That was the lament of Samuel Taylor Coleridge’s Ancient Mariner, but it is also sometimes…
This is the clear lesson from a recent Rhode Island Superior Court decision involving the sale of a multi-million dollar Barrington waterfront property.
Buyers and Sellers signed a Purchase and Sales Agreement which appeared to be based on the standard form agreement Rhode Island realtors present to buyers and sellers.
Because the purchase price was $4,350,000, the deposit was substantial–$326,250.
Following inspections of the property, the buyers submitted to sellers reports of inspections of the house and a large barn which alleged a number of deficiencies and sought correction of those deficiencies.
One of the deficiencies listed in the inspection report was the barn foundation, described as “defective”, with the recommendation that “a qualified masonry contractor is recommended to evaluate and estimate the cost of parging the foundation walls”, noting it was a stone foundation with loose stones. (“Parging” is a thin coat of plaster or mortar for sealing a foundation wall against water penetration.)
Also, the inspection report defined the term “defective” as “[i]tem needs immediate repair or replacement. It is unable to perform its intended function.”
As a result of the inspection reports, buyers and sellers entered into a “Repair Addendum”, which listed among the items for repair the barn foundation wall.
The dispute arose when the buyers inspected the work done under the Repair Addendum and found that the barn foundation work had not been addressed. Buyers then submitted their notice of termination of the Purchase and Sale Agreement within five days and sought return of their deposit.
Sellers refused to return the deposit, arguing that they had submitted to buyers an engineering report done the prior year showing that approximately $60,000 in work had been done to the barn foundation in the prior year, and therefore there was no need to do the corrective work identified by the inspection report.
The dispute subsequently went to trial and the trial court found that it was the sellers, and not the buyers, who breached their obligations under the Purchase and Sales Agreement. Brian Goldner and Barbara Goldner v. Robert Kreft and Mary Ann Kreft, C.A. No. PC-2015-0661 Providence Superior Court (June 6, 2018)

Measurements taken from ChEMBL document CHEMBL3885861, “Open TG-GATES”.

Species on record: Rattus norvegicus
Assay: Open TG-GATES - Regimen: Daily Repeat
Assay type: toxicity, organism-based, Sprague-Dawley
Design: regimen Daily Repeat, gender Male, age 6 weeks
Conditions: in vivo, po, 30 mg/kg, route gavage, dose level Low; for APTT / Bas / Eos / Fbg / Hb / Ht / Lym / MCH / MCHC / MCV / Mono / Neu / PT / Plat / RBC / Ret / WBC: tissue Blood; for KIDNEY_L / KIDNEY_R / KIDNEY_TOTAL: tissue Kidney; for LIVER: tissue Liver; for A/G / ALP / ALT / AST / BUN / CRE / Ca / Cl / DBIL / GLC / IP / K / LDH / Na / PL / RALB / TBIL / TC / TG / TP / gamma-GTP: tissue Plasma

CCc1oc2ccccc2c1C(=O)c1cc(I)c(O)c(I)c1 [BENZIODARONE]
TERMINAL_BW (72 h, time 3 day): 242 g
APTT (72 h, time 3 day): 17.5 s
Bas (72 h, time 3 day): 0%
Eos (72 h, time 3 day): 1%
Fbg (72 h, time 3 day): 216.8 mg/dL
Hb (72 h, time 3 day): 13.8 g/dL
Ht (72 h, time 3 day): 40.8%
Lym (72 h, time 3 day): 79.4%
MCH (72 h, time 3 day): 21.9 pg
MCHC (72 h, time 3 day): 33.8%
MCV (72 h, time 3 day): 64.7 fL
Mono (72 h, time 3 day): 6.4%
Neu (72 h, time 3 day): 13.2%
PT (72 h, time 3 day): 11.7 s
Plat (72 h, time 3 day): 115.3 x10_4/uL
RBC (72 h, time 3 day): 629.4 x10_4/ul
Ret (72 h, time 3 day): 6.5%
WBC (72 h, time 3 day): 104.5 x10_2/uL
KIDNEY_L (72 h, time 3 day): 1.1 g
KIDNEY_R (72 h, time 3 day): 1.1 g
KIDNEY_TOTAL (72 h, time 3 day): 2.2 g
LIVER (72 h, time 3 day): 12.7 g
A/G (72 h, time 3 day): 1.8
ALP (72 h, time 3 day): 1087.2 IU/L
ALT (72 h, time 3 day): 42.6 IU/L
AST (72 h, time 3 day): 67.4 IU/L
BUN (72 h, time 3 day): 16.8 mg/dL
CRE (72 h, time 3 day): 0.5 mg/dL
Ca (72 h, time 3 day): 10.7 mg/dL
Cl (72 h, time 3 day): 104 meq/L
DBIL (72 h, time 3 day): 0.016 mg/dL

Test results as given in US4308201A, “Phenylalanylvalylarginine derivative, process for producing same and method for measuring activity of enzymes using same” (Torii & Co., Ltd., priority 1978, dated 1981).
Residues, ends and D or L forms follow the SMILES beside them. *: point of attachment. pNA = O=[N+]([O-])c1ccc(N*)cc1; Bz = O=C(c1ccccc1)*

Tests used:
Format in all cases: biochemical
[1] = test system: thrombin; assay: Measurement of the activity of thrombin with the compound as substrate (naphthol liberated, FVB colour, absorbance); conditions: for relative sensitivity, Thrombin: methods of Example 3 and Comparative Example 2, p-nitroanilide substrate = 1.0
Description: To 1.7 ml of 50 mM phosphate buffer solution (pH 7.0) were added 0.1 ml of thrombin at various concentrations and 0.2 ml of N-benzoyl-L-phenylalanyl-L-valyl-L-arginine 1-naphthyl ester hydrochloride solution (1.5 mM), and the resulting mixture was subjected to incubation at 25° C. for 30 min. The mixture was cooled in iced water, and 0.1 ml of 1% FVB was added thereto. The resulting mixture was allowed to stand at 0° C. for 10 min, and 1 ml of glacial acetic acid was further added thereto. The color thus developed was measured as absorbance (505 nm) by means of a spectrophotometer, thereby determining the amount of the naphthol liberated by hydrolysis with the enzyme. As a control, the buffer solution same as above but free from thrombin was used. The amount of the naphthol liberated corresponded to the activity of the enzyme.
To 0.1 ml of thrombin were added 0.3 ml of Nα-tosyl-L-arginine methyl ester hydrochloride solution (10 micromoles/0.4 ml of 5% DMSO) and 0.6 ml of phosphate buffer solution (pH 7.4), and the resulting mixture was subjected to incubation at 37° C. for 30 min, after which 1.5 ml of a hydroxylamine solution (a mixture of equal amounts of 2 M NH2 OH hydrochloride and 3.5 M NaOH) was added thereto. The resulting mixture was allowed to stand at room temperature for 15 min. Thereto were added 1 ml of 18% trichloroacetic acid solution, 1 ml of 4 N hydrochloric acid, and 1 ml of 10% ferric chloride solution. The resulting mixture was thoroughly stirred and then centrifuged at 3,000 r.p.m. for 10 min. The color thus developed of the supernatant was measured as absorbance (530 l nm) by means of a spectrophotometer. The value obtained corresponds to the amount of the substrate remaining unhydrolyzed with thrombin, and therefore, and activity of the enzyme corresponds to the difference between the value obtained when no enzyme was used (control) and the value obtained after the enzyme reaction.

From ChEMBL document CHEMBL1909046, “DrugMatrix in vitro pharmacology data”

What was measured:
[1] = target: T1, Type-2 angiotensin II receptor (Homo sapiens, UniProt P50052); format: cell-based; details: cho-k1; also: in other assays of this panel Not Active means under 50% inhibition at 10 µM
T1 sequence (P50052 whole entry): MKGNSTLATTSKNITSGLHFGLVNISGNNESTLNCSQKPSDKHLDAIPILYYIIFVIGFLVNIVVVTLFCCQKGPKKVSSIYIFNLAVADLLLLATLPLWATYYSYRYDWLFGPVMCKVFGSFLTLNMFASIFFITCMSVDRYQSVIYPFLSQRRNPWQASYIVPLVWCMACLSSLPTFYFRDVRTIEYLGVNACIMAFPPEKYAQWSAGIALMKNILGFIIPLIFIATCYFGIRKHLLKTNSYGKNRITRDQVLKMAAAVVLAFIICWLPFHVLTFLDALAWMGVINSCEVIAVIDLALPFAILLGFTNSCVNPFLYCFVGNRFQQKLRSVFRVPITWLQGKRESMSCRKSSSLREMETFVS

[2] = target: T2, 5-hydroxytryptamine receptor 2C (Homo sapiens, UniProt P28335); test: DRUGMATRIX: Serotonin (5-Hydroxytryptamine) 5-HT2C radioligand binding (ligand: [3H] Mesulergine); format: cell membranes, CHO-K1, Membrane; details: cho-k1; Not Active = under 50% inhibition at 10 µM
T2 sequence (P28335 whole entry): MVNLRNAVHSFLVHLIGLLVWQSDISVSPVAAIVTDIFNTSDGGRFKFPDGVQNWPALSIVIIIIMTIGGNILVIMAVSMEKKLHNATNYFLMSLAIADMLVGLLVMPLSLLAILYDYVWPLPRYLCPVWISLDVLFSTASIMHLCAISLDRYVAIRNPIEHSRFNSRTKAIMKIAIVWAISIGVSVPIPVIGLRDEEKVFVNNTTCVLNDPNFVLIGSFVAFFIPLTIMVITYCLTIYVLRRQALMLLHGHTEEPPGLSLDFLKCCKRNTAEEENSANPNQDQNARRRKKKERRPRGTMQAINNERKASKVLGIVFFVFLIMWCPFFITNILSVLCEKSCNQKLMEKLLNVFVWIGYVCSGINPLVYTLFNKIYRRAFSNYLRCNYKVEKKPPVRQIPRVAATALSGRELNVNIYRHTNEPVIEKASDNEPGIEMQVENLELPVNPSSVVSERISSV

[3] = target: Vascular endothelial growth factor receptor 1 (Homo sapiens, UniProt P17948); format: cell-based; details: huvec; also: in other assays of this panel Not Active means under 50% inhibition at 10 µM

Sellers argued that the inspector’s item regarding the barn foundation only “recommended” that repair work be priced and evaluated. The Court said that by virtue of listing this item in the Repair Addendum, it was clear that the sellers were agreeing to correct a defective condition.
Moreover, the Court found that sellers knew when they signed the report that they had no intention of doing the repair work because they had done extensive work the year prior and were convinced nothing further needed to be done.
There was also a question of whether the Repair Addendum extended the original Inspections Contingency Deadline, the date when the parties had to resolve all matters concerning the condition of the property identified in the inspection report. While the Repair Addendum did not expressly refer to the Inspections Contingency Deadline and say it was extended, by its terms it allowed a five-day inspection period after the work was done, and the Court saw this as effectively extending the deadline. The buyers provided notice of termination within the five-day period provided in the Repair Addendum.
The clear lesson of this case is that those documents you sign after the Purchase and Sales Agreement are important, as they can effectively amend the P and S. That is precisely what happened here. Sellers with no intention to do the foundation corrective work signed a document which the Court said was an agreement to do the work. That, as the Court noted, is a problem for the sellers. Had the sellers simply refused to include the foundation correction in the repair report, buyers and sellers would have understood each other’s position, the buyers likely would have terminated the transaction and received return of their deposit, and there would be no costly litigation.
Unfortunately, the degree of care and attention paid to the negotiation and execution of the Purchase and Sales Agreements is not always the same level of care and attention paid to subsequent documents that may effectively amend the P and S.
As this case demonstrates, even sophisticated buyers and sellers can fall victim to misunderstandings with language which can lead to litigation.
Please be careful with those documents you sign after you sign the Purchase and Sales Agreement.